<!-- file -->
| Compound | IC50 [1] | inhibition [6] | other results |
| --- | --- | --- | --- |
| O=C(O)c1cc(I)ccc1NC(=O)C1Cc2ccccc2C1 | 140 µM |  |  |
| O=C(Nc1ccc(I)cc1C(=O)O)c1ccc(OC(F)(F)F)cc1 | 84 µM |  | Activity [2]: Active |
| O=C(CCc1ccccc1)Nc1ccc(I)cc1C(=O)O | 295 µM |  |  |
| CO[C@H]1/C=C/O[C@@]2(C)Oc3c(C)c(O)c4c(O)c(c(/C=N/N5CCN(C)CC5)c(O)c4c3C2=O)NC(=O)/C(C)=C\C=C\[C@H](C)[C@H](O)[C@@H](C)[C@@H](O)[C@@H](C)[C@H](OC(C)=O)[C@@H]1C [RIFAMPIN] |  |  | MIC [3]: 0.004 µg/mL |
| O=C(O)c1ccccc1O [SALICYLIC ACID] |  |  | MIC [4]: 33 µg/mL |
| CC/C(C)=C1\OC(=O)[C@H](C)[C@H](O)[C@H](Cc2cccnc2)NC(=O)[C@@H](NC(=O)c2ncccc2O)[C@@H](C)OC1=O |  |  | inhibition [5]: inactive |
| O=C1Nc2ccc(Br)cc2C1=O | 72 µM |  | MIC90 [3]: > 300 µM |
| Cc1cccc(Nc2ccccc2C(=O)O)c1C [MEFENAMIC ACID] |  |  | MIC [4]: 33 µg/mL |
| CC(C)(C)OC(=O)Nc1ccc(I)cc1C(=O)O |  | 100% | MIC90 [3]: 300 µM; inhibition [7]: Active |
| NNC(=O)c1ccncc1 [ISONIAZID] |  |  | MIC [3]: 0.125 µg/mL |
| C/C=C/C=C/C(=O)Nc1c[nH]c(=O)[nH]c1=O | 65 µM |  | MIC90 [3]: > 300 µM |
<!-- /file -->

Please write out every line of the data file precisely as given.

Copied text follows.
| Compound | IC50 [1] | inhibition [6] | other results |
| --- | --- | --- | --- |
| O=C(O)c1cc(I)ccc1NC(=O)C1Cc2ccccc2C1 | 140 µM |  |  |
| O=C(Nc1ccc(I)cc1C(=O)O)c1ccc(OC(F)(F)F)cc1 | 84 µM |  | Activity [2]: Active |
| O=C(CCc1ccccc1)Nc1ccc(I)cc1C(=O)O | 295 µM |  |  |
| CO[C@H]1/C=C/O[C@@]2(C)Oc3c(C)c(O)c4c(O)c(c(/C=N/N5CCN(C)CC5)c(O)c4c3C2=O)NC(=O)/C(C)=C\C=C\[C@H](C)[C@H](O)[C@@H](C)[C@@H](O)[C@@H](C)[C@H](OC(C)=O)[C@@H]1C [RIFAMPIN] |  |  | MIC [3]: 0.004 µg/mL |
| O=C(O)c1ccccc1O [SALICYLIC ACID] |  |  | MIC [4]: 33 µg/mL |
| CC/C(C)=C1\OC(=O)[C@H](C)[C@H](O)[C@H](Cc2cccnc2)NC(=O)[C@@H](NC(=O)c2ncccc2O)[C@@H](C)OC1=O |  |  | inhibition [5]: inactive |
| O=C1Nc2ccc(Br)cc2C1=O | 72 µM |  | MIC90 [3]: > 300 µM |
| Cc1cccc(Nc2ccccc2C(=O)O)c1C [MEFENAMIC ACID] |  |  | MIC [4]: 33 µg/mL |
| CC(C)(C)OC(=O)Nc1ccc(I)cc1C(=O)O |  | 100% | MIC90 [3]: 300 µM; inhibition [7]: Active |
| NNC(=O)c1ccncc1 [ISONIAZID] |  |  | MIC [3]: 0.125 µg/mL |
| C/C=C/C=C/C(=O)Nc1c[nH]c(=O)[nH]c1=O | 65 µM |  | MIC90 [3]: > 300 µM |